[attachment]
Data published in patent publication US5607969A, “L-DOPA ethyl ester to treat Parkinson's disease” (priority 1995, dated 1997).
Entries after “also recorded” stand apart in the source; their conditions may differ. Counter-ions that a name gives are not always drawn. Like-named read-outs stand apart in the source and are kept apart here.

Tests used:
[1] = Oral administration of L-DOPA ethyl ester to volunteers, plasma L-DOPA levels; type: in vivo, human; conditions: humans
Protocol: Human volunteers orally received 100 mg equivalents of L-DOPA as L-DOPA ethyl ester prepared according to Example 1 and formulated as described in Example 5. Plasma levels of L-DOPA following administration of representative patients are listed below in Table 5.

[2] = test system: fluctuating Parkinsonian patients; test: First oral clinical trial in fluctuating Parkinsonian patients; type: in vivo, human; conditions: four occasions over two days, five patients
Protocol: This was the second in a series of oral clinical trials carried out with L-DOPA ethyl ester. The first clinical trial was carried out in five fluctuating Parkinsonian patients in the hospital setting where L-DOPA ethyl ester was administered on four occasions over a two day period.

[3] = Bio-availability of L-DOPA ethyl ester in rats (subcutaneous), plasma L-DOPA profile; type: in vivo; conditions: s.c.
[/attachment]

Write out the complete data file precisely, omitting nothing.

Data published in patent publication US5607969A, “L-DOPA ethyl ester to treat Parkinson's disease” (priority 1995, dated 1997).
Entries after “also recorded” stand apart in the source; their conditions may differ. Counter-ions that a name gives are not always drawn. Like-named read-outs stand apart in the source and are kept apart here.

Tests used:
[1] = Oral administration of L-DOPA ethyl ester to volunteers, plasma L-DOPA levels; type: in vivo, human; conditions: humans
Protocol: Human volunteers orally received 100 mg equivalents of L-DOPA as L-DOPA ethyl ester prepared according to Example 1 and formulated as described in Example 5. Plasma levels of L-DOPA following administration of representative patients are listed below in Table 5.

[2] = test system: fluctuating Parkinsonian patients; test: First oral clinical trial in fluctuating Parkinsonian patients; type: in vivo, human; conditions: four occasions over two days, five patients
Protocol: This was the second in a series of oral clinical trials carried out with L-DOPA ethyl ester. The first clinical trial was carried out in five fluctuating Parkinsonian patients in the hospital setting where L-DOPA ethyl ester was administered on four occasions over a two day period.

[3] = Bio-availability of L-DOPA ethyl ester in rats (subcutaneous), plasma L-DOPA profile; type: in vivo; conditions: s.c.